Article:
Studies show mild-to-moderate workouts ease the strain of living with MS.
As a personal trainer, you may recognize this scenario: “Mary” is a fictional 30-year-old woman who was diagnosed with multiple sclerosis soon after her 21st birthday. She is often tired in the morning, even when she gets a full night’s worth of restful sleep, which is rare. The fatigue is unpredictable, gets worse throughout the day and tends to be triggered easily. Muscle spasms and weakness in her legs make it difficult for her to walk long distances.
Weakness and fatigue made Mary less able to do her job, forcing her to quit. She has a hard time focusing for very long on tasks that require thought and attention, and she suffers from depressive episodes. As she accustoms herself to her condition over time, she may feel a little healthier emotionally and socially, but she may still have problems with her physical health.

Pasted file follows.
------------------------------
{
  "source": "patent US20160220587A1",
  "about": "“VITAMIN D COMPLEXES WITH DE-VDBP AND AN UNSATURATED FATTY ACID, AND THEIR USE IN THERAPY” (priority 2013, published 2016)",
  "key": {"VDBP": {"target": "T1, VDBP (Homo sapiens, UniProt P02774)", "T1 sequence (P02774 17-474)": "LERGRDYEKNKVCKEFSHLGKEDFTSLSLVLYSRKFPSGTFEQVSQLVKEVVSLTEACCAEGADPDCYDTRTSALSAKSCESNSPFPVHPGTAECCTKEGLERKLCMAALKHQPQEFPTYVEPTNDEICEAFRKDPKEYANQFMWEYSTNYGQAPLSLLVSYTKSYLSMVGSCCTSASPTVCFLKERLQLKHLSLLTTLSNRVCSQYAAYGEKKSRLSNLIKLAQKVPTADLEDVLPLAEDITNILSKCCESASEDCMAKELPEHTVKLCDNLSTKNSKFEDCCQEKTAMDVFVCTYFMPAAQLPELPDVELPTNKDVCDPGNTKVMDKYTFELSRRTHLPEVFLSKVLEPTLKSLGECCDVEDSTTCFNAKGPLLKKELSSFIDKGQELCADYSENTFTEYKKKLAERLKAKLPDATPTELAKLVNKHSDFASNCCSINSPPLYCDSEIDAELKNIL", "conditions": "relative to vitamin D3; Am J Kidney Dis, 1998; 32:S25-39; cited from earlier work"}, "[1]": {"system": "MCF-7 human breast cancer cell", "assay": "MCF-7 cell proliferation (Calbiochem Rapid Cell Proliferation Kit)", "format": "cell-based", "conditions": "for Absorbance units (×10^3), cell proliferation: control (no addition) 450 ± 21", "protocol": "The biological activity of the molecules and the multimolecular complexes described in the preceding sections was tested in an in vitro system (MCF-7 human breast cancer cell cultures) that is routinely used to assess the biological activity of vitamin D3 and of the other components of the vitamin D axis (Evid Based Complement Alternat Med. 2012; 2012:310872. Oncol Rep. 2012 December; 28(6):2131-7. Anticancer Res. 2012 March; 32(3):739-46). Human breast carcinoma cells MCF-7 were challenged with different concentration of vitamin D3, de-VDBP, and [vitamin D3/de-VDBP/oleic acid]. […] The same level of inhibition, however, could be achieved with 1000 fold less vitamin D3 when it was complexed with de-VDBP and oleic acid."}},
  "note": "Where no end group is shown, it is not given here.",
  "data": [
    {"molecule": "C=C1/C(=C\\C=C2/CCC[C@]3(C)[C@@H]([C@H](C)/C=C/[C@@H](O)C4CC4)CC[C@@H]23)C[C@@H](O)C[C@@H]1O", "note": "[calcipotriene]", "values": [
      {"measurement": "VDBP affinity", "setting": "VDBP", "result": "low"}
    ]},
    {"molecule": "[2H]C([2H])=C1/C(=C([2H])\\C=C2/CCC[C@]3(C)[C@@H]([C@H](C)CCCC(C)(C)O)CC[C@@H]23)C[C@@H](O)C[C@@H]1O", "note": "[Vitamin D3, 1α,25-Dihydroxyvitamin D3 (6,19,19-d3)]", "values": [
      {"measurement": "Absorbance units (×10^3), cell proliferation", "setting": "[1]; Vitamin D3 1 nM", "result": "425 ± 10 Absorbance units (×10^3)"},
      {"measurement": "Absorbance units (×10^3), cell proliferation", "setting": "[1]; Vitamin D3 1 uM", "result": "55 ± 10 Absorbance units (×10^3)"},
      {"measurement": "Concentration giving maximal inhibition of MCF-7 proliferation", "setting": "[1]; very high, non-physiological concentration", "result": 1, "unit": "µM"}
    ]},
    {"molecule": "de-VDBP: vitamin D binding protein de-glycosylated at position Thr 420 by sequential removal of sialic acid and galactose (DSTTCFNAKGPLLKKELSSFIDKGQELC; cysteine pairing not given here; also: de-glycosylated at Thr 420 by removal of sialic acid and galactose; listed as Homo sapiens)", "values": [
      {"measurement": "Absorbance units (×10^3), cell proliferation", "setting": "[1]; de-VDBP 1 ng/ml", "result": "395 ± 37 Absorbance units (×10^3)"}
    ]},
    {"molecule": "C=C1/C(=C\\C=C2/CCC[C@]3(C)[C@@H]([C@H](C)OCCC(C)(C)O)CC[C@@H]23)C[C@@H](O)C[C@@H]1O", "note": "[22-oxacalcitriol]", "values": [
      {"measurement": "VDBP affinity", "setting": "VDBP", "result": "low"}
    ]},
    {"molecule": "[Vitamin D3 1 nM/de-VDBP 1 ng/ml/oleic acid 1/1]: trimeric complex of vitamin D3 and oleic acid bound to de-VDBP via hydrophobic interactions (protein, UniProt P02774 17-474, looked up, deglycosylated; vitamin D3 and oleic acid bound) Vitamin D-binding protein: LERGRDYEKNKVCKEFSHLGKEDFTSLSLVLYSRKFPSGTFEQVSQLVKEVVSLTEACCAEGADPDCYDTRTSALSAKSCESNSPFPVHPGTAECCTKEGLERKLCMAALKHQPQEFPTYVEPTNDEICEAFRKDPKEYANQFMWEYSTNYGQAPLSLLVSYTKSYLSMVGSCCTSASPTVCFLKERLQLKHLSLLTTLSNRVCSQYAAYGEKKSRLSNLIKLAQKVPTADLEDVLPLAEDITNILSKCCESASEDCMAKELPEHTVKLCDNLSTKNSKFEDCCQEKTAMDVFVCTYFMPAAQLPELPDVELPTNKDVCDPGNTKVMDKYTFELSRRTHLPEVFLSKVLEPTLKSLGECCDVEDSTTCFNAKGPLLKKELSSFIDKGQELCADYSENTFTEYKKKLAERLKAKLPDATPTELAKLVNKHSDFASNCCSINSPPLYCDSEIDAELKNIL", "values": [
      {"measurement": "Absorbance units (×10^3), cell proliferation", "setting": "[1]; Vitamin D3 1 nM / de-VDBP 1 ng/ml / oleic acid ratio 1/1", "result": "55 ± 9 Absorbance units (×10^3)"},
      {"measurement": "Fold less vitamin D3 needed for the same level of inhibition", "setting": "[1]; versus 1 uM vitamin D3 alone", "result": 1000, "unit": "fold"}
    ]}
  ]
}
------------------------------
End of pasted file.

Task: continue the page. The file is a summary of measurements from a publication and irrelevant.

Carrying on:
Though our Mary is not real, these symptoms are an everyday reality for those who suffer from MS. Traditionally, caretakers have recommended that people with MS avoid physical activity and save their energy for functional daily living, but studies in the past decade have documented the benefits of exercise for MS sufferers (Dalgas, Stenager & Ingemann-Hansen 2008), so exercise professionals are becoming more essential in helping people deal with the effects of this condition.
The Multiple Sclerosis Association of America says MS was first recognized in 1868, when neurologist Jean-Martin Charcot lectured on the disease (MSAA 2013b). MSAA estimates that 400,000 Americans (twice as many women as men) have MS (MSAA 2013a; NMSS 2013), as do an estimated 2 million-plus worldwide (NMSS 2013).